First, an apology.
The huge November soybean contract trading volume bar that Agrimoney’s Reuters screen showed at the close of the last session, and which the site reported in its evening market report, had shrunk into something more typical by early Friday. A huge blue pillar had turned into more of a stub.
While more than one broker had reported large algo interest in soybeans in the last session too, Chicago exchange data confirmed nothing out of the ordinary.
We regret any confusion caused. Moral – treat live Reuters trading volume data with more suspicion.
There is good news from this is for soybean bulls, in that large trading volumes often herald a change of direction, which in this case would mean a turn lower.
In fact, November soybean futures stood 0.2% higher at $9.68 a bushel as of 10:00 UK time (04:00 Chicago time) – a small gain, but potentially significant nonetheless, in that it put the contract on course for a rarely-achieved 10th successive positive close.
Whether it can keep a hold on that run, over which the contract has now gained 7.0%, may depend later on whether further talk of huge Chinese purchases of US soybeans is confirmed later in an announcement by the US Department of Agriculture through its daily alerts system.
Huge China order?
Terry Reilly at Futures International flagged one rumour that Chinese state-owned firms bought up to nine cargos of US soybeans for December and January shipment, and private buyers an additional two.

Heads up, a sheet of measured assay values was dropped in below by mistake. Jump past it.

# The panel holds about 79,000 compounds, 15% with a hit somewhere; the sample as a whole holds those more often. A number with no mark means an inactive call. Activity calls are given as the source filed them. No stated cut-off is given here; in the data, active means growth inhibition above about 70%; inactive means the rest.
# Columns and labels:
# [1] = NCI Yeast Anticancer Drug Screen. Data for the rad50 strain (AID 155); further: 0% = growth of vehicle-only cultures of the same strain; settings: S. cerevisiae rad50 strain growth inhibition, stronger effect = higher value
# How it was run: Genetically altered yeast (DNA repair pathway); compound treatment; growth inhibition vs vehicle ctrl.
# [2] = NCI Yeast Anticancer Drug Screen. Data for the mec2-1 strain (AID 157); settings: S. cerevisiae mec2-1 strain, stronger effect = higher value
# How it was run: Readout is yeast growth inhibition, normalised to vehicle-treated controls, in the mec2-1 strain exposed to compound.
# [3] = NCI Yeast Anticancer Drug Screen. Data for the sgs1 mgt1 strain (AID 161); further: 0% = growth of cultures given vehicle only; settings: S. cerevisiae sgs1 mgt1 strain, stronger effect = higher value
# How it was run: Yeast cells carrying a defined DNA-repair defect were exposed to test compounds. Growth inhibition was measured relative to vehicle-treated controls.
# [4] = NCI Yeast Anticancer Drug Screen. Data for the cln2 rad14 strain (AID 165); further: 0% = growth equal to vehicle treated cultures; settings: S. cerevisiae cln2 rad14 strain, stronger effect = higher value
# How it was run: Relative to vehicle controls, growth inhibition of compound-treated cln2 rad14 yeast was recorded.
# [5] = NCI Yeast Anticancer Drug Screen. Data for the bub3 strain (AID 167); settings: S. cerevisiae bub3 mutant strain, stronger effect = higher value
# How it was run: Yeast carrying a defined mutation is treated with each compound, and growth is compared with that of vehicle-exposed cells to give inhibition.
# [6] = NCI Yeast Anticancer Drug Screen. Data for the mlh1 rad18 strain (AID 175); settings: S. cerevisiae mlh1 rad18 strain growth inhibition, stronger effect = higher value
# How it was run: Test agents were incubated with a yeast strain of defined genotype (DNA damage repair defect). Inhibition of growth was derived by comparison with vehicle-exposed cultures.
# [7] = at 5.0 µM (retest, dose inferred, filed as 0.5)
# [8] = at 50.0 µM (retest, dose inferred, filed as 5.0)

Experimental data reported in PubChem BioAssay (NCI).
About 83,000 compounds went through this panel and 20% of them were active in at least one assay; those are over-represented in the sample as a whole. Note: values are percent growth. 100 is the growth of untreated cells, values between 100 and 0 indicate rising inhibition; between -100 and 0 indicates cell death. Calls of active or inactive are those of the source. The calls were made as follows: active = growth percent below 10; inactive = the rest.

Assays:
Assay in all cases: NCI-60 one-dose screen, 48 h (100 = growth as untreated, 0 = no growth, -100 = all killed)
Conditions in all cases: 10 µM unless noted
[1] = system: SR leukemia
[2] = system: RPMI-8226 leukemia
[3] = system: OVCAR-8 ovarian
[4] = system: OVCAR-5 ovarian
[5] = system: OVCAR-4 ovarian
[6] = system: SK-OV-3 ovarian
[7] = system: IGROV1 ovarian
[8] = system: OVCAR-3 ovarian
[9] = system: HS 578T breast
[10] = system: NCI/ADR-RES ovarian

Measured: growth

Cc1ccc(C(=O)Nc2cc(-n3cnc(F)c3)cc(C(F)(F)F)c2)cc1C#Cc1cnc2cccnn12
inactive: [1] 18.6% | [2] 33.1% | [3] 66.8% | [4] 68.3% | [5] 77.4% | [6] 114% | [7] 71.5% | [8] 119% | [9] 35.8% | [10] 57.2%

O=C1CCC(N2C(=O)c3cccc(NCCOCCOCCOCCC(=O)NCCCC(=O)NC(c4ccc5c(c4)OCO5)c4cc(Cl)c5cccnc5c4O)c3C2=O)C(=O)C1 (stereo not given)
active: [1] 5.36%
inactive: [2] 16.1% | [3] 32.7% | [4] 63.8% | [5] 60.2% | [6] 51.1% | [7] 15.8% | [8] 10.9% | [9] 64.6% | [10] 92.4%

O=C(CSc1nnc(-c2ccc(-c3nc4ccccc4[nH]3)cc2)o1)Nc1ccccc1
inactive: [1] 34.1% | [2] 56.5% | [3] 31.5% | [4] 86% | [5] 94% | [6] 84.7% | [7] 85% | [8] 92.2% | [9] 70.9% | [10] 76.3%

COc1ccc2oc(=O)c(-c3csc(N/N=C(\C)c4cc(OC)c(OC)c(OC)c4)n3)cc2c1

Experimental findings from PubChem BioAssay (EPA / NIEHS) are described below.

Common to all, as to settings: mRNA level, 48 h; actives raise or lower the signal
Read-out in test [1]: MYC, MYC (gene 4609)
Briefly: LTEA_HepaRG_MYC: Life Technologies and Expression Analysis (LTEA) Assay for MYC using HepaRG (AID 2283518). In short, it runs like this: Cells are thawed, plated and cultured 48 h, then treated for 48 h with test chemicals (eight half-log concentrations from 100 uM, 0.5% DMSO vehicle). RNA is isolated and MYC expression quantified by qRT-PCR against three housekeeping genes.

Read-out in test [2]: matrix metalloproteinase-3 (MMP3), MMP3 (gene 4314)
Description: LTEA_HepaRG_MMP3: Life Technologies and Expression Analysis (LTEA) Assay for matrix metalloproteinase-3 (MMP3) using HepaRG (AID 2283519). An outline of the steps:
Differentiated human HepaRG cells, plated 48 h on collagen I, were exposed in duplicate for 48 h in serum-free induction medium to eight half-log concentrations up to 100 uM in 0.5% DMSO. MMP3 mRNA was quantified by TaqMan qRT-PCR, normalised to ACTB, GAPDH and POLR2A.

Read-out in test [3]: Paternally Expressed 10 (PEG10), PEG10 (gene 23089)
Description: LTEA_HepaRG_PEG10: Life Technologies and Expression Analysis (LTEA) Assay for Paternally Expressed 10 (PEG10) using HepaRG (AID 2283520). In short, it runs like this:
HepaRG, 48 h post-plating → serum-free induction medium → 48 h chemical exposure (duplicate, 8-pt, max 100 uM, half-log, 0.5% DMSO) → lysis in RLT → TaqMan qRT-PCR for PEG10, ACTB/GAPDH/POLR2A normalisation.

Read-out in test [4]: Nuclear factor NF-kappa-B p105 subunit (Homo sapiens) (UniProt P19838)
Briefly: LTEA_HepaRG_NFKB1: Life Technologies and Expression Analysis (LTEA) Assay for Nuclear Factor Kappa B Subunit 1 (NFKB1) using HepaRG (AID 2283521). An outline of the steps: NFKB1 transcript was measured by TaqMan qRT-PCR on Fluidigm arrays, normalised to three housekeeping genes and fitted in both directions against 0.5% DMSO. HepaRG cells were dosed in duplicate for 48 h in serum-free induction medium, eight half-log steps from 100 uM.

“Later in the session we heard China bought an additional 10 cargoes of US soybeans for January and possibly February shipment.”
This timing “would be unusual” given that it is a time of year when Brazilian shipments are in an upswing to its period of seasonal dominance in world trade, and the country’s farmers look unlikely to prove shy about planting the crop, when sowing windows open in earnest over the next 10 days.
“Brazil is seeing a record amount of producer sales commitment for new crop at this time of year”.
‘Brazil in the market for US soybeans’
Not that this is the only strange soybean dynamic involving Brazil which is the subject of market rumour.
Karl Setzer at AgriVisor noted talk late on Thursday “that Brazil was in the market for US soybeans for import”.
While Brazil is better known as the world’s top soybean exporter, its latest shipment programme is proving more than enthusiastic, with soybeans (as well as corn and rice) among crops that the country – temporarily - proposed ditching tariffs on for imports from non-Mercosur origins.
Mr Setzer said that “it is really not that surprising” that the country might turn to US supplies as Brazil can sell their soybeans for record values and then replenish reserves with cheaper US inventory”.
That said, “sources claim that while possible, the market is still not where it would make economic sense for Brazilian crushers,” with US values still needing to become about $0.25-a-bushel or so more competitive.